- Best for: Safety
- Key features: Advanced safety features, adjustable vents, dial fit system
- Construction: Available in 6 colors, weighs 21.5 oz
- Cost: $
The Giro Ratio is a great helmet for the touring skier who is looking for a lightweight, low-priced helmet that doesn’t sacrifice safety for the price. With a sleek design that mimics many of the features found on many higher-priced helmets, the Giro is a great helmet that is ideal for the occasional skier looking to try out touring on a budget.
The design of the helmet combines an injection molded shell with a MIPS system layered beneath a hard foam liner, providing safety and a sturdy package that provides great protection for falls. The In Form Fit system allows users to adjust the fit of the helmet easily with the use of a wheel on the rear of the helmet, and the overall fit for most head sizes is good.
Like many more expensive and advanced helmets, the Giro has a ventilation system that can be adjusted with a sliding knob. Googles fit securely below the brim in the front of the helmet and are held in the rear with a firm elastic strap.
While it may not have the number of vents or customization for goggle systems that other helmets do, the Giro still offers great options for a low price.
The Giro does run a bit heavier than the two recommended helmets, but this is to be expected when it costs a third of the price. Some other features that skiers may find lacking include the hard inner liner, which can prove to be uncomfortable for some skiers but retains warmth well.
Overall, this is a great value helmet for the new-to-touring skier who isn’t concerned about weight and will likely be backcountry skiing less than 30 days a season.
Best Ski Touring Helmets – What To Consider?
Take into account the following factors before purchasing the helmet.
The best ski touring helmet is the helmet you don’t even realize is on your head. Fit, shape and the ability to adjust and tighten your helmet’s fit on the fly are very important factors in finding the best ski touring helmet. A comfortable liner that doesn’t hug too tightly yet provides good protection is also beneficial.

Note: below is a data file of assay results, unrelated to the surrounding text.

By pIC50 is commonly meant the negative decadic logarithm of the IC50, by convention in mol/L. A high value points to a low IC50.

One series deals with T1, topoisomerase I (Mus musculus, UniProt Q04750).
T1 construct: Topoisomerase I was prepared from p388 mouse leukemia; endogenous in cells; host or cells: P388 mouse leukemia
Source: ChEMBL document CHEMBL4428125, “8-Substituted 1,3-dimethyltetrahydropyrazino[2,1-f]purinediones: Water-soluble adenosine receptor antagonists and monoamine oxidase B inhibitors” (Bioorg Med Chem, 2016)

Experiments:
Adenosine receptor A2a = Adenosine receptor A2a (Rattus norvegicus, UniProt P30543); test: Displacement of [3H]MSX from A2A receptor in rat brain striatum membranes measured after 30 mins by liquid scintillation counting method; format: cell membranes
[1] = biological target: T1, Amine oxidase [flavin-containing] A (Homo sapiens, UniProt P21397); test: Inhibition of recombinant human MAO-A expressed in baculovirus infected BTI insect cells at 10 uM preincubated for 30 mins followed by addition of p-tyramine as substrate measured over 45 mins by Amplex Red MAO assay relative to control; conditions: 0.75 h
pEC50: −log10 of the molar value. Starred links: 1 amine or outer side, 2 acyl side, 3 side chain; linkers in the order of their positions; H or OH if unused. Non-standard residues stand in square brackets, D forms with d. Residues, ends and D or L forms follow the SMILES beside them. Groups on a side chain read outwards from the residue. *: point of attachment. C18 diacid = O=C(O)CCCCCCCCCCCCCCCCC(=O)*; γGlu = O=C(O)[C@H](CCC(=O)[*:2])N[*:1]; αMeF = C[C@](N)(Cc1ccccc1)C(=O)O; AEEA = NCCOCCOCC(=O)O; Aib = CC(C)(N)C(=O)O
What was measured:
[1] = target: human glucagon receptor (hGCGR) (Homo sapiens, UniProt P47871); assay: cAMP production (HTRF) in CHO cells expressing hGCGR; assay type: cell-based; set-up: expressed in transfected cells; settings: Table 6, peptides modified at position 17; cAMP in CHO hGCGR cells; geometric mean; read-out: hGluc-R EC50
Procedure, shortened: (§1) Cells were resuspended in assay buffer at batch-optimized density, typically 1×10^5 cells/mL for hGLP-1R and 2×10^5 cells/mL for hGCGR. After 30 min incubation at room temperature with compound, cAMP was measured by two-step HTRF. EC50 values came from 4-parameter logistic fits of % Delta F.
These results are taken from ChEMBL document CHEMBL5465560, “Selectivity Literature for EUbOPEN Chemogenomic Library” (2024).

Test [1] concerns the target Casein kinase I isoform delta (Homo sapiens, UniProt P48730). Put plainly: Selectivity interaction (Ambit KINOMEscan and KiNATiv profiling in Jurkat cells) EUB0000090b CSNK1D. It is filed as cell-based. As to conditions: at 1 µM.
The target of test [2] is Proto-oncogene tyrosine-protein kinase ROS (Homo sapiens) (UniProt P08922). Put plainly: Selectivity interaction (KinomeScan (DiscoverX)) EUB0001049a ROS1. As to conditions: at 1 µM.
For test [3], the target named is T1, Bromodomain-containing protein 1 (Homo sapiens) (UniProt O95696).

Moreso than resort helmets, the best ski touring helmets need to adjust to rapidly changing conditions in the backcountry. This means keeping you warm on the coldest mornings while also adjusting to afternoon and spring warmth.
For most helmets this is achieved by the quality of the liner, but also can be affected by the overall design of the shell and ear flaps, which can be removable.
Ventilation systems have changed rapidly in the past decade, allowing for skiers to adjust the amount of air coming into and heat escaping their helmets from the head on the fly.
While often it is better to have more vents than fewer vents, consider helmets with multiple sets of vents, as this can be useful in finding the perfect balance of breathability and comfort, especially in the backcountry.
Light helmets make for an easier skin up the mountain, but some helmets will sacrifice durability for weight. Again, like with comfort, the best ski touring helmet is the helmet you don’t realize you are wearing. For some skiers, this may mean a very light helmet, but for others, weight may not be a factor.
One of the most frustrating parts of purchasing a new helmet is finding that the helmet does not fit or accommodate the ski goggles you own. Look for helmets with universal fits that secure goggles with a durable and tight-fitting lock mechanism.
The Smith Vantage MIPS is my choice for the best overall ski touring helmet. It is super safe, comfortable and comes with great ventilation. This is a helmet you want to wear for the whole season.
We love all options recommended in this article, simply pick the one suits your need the most and you will be happy with them during your backcountry tours!